Definition of CALENDER


CALENDER

An almanac. Julius Caesar ordained that the Roman year
should consist of 365 days, except every fourth year, which should contain
366, the additional day to be reckoned by counting the twenty-fourth day
of February (which was the 6th of the calends of March) twice. See Bissextile
is period of time exceeds the solar year by eleven minutes or there abouts,
which amounts to the error of a day in about 131 years. In 1582, the error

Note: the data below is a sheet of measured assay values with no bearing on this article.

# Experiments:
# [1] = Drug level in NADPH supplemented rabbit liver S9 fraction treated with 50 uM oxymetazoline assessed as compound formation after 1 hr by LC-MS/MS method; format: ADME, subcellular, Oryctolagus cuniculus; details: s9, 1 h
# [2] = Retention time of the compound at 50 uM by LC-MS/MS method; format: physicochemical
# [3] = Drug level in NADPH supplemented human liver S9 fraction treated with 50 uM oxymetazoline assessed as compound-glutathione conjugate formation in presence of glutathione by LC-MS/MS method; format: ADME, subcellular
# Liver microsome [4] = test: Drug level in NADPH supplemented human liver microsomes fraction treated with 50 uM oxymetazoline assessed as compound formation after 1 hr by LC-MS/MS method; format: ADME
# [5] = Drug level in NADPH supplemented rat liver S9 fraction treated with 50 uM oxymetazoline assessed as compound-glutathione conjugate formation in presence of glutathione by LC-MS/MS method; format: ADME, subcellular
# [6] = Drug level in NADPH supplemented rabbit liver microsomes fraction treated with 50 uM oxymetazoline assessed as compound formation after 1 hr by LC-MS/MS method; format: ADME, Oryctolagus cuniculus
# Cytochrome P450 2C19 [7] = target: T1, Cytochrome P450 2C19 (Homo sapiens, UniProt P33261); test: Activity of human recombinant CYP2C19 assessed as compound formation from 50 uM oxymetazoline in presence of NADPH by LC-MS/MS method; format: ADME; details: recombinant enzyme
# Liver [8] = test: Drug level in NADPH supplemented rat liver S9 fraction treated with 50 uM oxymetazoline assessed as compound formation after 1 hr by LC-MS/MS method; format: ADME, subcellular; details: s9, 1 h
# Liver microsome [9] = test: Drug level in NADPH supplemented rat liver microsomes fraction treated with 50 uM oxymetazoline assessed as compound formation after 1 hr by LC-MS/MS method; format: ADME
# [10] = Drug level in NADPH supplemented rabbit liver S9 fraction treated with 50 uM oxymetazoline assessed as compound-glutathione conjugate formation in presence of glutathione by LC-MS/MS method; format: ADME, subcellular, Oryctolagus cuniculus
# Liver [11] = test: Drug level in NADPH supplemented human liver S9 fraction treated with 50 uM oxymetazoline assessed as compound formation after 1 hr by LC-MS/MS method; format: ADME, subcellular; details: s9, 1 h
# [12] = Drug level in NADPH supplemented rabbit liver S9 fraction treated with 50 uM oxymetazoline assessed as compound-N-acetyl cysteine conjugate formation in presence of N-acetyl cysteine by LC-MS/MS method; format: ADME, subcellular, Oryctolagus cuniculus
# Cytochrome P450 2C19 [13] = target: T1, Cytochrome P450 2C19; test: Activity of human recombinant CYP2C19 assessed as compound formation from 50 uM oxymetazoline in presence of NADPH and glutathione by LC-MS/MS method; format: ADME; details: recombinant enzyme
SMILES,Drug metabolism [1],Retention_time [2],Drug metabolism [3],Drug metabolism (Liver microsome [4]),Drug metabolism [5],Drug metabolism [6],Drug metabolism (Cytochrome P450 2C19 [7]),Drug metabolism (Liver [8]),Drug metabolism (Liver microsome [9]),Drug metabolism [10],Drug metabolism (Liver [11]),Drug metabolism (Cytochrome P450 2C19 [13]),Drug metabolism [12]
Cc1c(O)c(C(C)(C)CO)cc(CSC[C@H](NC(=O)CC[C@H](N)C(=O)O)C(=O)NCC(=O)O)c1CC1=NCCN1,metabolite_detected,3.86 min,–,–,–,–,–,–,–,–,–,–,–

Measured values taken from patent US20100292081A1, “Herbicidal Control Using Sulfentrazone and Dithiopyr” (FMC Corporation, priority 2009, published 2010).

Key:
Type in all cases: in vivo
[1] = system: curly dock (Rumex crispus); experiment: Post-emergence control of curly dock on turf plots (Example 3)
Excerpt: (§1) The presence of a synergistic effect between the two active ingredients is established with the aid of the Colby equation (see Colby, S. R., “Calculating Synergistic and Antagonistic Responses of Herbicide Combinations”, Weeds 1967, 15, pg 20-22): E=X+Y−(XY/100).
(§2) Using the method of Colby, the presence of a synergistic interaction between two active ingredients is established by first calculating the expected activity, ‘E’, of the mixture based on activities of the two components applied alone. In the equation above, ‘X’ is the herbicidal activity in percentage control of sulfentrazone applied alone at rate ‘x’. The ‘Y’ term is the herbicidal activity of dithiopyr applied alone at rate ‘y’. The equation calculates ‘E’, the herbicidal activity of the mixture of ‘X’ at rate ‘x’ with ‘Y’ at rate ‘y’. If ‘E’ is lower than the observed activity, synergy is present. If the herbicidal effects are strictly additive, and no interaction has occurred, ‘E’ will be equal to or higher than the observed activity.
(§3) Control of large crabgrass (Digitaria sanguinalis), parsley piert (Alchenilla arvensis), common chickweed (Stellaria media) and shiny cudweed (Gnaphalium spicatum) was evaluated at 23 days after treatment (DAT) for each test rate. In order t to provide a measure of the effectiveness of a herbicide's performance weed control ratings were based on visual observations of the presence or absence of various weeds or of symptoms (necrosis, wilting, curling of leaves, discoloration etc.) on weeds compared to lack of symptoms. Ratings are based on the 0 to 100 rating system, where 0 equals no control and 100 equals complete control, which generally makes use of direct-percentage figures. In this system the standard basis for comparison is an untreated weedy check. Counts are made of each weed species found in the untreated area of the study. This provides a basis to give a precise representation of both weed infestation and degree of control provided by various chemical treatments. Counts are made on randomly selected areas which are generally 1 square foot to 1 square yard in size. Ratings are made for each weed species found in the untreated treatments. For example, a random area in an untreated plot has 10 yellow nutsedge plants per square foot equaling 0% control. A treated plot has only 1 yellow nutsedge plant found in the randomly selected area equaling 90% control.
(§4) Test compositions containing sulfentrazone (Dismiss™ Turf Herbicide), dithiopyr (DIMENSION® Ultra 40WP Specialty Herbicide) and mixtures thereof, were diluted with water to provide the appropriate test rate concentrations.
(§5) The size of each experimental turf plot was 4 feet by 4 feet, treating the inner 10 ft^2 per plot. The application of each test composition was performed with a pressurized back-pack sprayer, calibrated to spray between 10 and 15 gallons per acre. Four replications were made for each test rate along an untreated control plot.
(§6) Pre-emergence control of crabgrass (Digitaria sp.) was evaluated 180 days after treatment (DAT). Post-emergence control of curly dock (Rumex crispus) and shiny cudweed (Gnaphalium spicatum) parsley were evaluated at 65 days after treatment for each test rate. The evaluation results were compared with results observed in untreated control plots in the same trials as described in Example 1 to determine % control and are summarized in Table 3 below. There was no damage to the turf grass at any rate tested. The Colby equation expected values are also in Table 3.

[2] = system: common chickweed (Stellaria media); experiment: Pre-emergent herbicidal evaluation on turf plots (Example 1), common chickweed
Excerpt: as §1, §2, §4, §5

amounted to eleven days or more, which was corrected by Pope Gregory. Out
of this correction grew the distinction between Old and New Style. The Gregorian
or New Style was introduced into England in 1752, the 2d day of September
(0. S.) of that year being reckoned as the 14th day of September, (N. S.)
glee Almanac.

Source: Bouviers Law Dictionary 1856 Edition

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